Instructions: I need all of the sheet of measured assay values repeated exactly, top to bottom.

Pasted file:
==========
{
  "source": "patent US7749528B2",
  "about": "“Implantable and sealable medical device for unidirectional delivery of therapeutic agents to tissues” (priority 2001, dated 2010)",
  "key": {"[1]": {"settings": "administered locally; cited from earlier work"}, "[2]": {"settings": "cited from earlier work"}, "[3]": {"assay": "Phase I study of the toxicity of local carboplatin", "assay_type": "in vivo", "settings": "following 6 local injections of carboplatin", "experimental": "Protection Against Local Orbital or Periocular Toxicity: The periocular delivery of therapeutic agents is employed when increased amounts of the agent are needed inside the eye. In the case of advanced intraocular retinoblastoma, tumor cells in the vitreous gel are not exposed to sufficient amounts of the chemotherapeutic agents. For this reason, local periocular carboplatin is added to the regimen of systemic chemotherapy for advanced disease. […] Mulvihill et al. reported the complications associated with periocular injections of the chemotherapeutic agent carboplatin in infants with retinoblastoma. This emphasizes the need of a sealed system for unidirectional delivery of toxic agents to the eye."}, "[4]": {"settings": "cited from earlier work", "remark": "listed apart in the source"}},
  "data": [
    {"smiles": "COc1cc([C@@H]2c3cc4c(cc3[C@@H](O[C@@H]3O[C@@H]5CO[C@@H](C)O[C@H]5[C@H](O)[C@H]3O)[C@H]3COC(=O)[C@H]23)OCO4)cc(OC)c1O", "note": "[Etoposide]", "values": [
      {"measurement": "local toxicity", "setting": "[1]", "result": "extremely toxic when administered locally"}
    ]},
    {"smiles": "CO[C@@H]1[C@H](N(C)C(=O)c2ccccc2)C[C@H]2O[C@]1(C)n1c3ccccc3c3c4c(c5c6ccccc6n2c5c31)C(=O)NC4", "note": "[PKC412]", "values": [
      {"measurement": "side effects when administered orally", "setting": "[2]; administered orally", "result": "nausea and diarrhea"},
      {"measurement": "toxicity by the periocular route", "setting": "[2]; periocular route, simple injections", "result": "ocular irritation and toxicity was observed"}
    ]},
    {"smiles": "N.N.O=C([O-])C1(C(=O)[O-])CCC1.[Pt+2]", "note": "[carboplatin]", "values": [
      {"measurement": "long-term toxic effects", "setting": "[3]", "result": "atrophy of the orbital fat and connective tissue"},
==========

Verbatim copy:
{
  "source": "patent US7749528B2",
  "about": "“Implantable and sealable medical device for unidirectional delivery of therapeutic agents to tissues” (priority 2001, dated 2010)",
  "key": {"[1]": {"settings": "administered locally; cited from earlier work"}, "[2]": {"settings": "cited from earlier work"}, "[3]": {"assay": "Phase I study of the toxicity of local carboplatin", "assay_type": "in vivo", "settings": "following 6 local injections of carboplatin", "experimental": "Protection Against Local Orbital or Periocular Toxicity: The periocular delivery of therapeutic agents is employed when increased amounts of the agent are needed inside the eye. In the case of advanced intraocular retinoblastoma, tumor cells in the vitreous gel are not exposed to sufficient amounts of the chemotherapeutic agents. For this reason, local periocular carboplatin is added to the regimen of systemic chemotherapy for advanced disease. […] Mulvihill et al. reported the complications associated with periocular injections of the chemotherapeutic agent carboplatin in infants with retinoblastoma. This emphasizes the need of a sealed system for unidirectional delivery of toxic agents to the eye."}, "[4]": {"settings": "cited from earlier work", "remark": "listed apart in the source"}},
  "data": [
    {"smiles": "COc1cc([C@@H]2c3cc4c(cc3[C@@H](O[C@@H]3O[C@@H]5CO[C@@H](C)O[C@H]5[C@H](O)[C@H]3O)[C@H]3COC(=O)[C@H]23)OCO4)cc(OC)c1O", "note": "[Etoposide]", "values": [
      {"measurement": "local toxicity", "setting": "[1]", "result": "extremely toxic when administered locally"}
    ]},
    {"smiles": "CO[C@@H]1[C@H](N(C)C(=O)c2ccccc2)C[C@H]2O[C@]1(C)n1c3ccccc3c3c4c(c5c6ccccc6n2c5c31)C(=O)NC4", "note": "[PKC412]", "values": [
      {"measurement": "side effects when administered orally", "setting": "[2]; administered orally", "result": "nausea and diarrhea"},
      {"measurement": "toxicity by the periocular route", "setting": "[2]; periocular route, simple injections", "result": "ocular irritation and toxicity was observed"}
    ]},
    {"smiles": "N.N.O=C([O-])C1(C(=O)[O-])CCC1.[Pt+2]", "note": "[carboplatin]", "values": [
      {"measurement": "long-term toxic effects", "setting": "[3]", "result": "atrophy of the orbital fat and connective tissue"},